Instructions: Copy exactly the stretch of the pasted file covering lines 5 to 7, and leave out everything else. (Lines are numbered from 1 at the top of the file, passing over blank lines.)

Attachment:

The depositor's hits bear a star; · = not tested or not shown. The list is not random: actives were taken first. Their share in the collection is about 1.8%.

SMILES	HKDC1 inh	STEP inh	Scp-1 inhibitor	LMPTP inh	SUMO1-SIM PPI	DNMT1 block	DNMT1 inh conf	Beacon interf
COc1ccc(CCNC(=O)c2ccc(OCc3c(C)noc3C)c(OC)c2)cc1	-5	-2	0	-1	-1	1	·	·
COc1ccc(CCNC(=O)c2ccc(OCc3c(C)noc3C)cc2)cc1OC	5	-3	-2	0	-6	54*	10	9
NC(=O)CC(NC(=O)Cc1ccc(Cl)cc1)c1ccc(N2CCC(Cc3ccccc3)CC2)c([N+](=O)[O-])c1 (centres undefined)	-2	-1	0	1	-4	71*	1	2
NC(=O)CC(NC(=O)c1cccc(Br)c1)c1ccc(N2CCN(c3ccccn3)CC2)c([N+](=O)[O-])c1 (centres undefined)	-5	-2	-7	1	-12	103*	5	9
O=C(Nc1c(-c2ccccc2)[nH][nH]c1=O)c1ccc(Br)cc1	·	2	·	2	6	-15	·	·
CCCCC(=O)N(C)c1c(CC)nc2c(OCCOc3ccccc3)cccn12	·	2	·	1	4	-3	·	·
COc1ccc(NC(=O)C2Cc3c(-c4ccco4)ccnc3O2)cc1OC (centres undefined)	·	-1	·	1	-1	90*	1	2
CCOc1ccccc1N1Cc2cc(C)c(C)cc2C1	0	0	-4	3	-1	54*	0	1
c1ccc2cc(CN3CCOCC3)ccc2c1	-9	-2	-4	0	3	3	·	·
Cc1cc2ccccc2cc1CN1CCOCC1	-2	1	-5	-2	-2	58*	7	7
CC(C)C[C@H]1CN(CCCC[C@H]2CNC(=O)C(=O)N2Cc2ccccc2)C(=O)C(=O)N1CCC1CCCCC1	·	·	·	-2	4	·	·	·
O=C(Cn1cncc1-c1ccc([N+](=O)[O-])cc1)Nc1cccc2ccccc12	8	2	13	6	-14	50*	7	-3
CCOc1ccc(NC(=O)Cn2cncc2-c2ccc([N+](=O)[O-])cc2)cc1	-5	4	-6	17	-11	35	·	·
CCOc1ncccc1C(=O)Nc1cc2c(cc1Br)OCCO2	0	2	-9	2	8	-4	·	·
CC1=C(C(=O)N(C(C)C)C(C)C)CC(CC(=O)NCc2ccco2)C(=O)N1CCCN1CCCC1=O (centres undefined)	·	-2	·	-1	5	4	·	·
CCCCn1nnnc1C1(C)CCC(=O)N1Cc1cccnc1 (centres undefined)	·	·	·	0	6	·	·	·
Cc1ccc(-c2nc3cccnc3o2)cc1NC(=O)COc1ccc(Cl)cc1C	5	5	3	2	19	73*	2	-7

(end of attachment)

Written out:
NC(=O)CC(NC(=O)Cc1ccc(Cl)cc1)c1ccc(N2CCC(Cc3ccccc3)CC2)c([N+](=O)[O-])c1 (centres undefined)	-2	-1	0	1	-4	71*	1	2
NC(=O)CC(NC(=O)c1cccc(Br)c1)c1ccc(N2CCN(c3ccccn3)CC2)c([N+](=O)[O-])c1 (centres undefined)	-5	-2	-7	1	-12	103*	5	9
O=C(Nc1c(-c2ccccc2)[nH][nH]c1=O)c1ccc(Br)cc1	·	2	·	2	6	-15	·	·